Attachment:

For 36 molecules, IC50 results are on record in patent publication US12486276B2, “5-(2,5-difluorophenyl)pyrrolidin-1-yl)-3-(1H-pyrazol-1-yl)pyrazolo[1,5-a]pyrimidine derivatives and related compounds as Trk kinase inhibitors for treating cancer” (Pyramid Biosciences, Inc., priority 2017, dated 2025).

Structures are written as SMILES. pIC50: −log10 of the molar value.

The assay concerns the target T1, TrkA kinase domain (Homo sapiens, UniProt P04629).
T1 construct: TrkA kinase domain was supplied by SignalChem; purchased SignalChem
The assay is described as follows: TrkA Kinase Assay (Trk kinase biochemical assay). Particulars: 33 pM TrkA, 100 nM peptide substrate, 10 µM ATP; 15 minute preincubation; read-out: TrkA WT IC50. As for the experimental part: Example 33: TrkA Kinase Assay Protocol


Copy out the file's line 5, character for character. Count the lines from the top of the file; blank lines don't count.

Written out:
The assay is described as follows: TrkA Kinase Assay (Trk kinase biochemical assay). Particulars: 33 pM TrkA, 100 nM peptide substrate, 10 µM ATP; 15 minute preincubation; read-out: TrkA WT IC50. As for the experimental part: Example 33: TrkA Kinase Assay Protocol